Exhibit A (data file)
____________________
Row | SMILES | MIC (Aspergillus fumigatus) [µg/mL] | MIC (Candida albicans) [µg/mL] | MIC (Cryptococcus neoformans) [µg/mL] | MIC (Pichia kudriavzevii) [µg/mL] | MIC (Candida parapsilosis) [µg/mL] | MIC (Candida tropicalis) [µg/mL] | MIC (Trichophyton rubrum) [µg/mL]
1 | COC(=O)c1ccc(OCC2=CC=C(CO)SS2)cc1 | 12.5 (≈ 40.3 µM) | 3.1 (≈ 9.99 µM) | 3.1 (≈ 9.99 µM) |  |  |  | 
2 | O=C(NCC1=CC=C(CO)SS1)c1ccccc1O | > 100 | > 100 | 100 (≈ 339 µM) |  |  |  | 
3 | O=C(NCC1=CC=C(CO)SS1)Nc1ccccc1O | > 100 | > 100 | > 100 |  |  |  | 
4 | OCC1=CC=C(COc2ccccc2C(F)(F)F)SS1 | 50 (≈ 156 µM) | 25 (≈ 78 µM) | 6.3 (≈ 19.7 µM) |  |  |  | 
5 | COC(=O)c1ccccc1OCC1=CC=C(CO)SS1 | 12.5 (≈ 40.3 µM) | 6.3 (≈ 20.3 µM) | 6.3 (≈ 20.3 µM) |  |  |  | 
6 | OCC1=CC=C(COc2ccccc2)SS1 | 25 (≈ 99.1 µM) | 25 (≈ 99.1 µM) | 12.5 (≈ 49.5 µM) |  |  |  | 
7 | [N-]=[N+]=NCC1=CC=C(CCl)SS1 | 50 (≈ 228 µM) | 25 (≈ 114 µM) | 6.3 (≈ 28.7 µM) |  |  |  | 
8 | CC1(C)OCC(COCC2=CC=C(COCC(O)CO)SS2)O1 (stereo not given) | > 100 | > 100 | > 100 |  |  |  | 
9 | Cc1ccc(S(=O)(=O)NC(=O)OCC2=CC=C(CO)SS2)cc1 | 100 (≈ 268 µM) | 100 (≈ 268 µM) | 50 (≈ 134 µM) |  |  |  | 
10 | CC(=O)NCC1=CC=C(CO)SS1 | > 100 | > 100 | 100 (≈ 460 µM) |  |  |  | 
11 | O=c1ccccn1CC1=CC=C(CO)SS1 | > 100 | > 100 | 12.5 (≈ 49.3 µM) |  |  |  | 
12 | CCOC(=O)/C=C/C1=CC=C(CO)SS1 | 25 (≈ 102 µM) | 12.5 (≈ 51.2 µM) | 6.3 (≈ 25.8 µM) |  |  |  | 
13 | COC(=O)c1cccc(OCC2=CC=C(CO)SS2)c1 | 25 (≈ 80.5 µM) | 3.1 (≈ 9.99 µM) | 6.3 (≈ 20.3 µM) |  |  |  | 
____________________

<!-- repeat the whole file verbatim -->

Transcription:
Row | SMILES | MIC (Aspergillus fumigatus) [µg/mL] | MIC (Candida albicans) [µg/mL] | MIC (Cryptococcus neoformans) [µg/mL] | MIC (Pichia kudriavzevii) [µg/mL] | MIC (Candida parapsilosis) [µg/mL] | MIC (Candida tropicalis) [µg/mL] | MIC (Trichophyton rubrum) [µg/mL]
1 | COC(=O)c1ccc(OCC2=CC=C(CO)SS2)cc1 | 12.5 (≈ 40.3 µM) | 3.1 (≈ 9.99 µM) | 3.1 (≈ 9.99 µM) |  |  |  | 
2 | O=C(NCC1=CC=C(CO)SS1)c1ccccc1O | > 100 | > 100 | 100 (≈ 339 µM) |  |  |  | 
3 | O=C(NCC1=CC=C(CO)SS1)Nc1ccccc1O | > 100 | > 100 | > 100 |  |  |  | 
4 | OCC1=CC=C(COc2ccccc2C(F)(F)F)SS1 | 50 (≈ 156 µM) | 25 (≈ 78 µM) | 6.3 (≈ 19.7 µM) |  |  |  | 
5 | COC(=O)c1ccccc1OCC1=CC=C(CO)SS1 | 12.5 (≈ 40.3 µM) | 6.3 (≈ 20.3 µM) | 6.3 (≈ 20.3 µM) |  |  |  | 
6 | OCC1=CC=C(COc2ccccc2)SS1 | 25 (≈ 99.1 µM) | 25 (≈ 99.1 µM) | 12.5 (≈ 49.5 µM) |  |  |  | 
7 | [N-]=[N+]=NCC1=CC=C(CCl)SS1 | 50 (≈ 228 µM) | 25 (≈ 114 µM) | 6.3 (≈ 28.7 µM) |  |  |  | 
8 | CC1(C)OCC(COCC2=CC=C(COCC(O)CO)SS2)O1 (stereo not given) | > 100 | > 100 | > 100 |  |  |  | 
9 | Cc1ccc(S(=O)(=O)NC(=O)OCC2=CC=C(CO)SS2)cc1 | 100 (≈ 268 µM) | 100 (≈ 268 µM) | 50 (≈ 134 µM) |  |  |  | 
10 | CC(=O)NCC1=CC=C(CO)SS1 | > 100 | > 100 | 100 (≈ 460 µM) |  |  |  | 
11 | O=c1ccccn1CC1=CC=C(CO)SS1 | > 100 | > 100 | 12.5 (≈ 49.3 µM) |  |  |  | 
12 | CCOC(=O)/C=C/C1=CC=C(CO)SS1 | 25 (≈ 102 µM) | 12.5 (≈ 51.2 µM) | 6.3 (≈ 25.8 µM) |  |  |  | 
13 | COC(=O)c1cccc(OCC2=CC=C(CO)SS2)c1 | 25 (≈ 80.5 µM) | 3.1 (≈ 9.99 µM) | 6.3 (≈ 20.3 µM) |  |  |  | 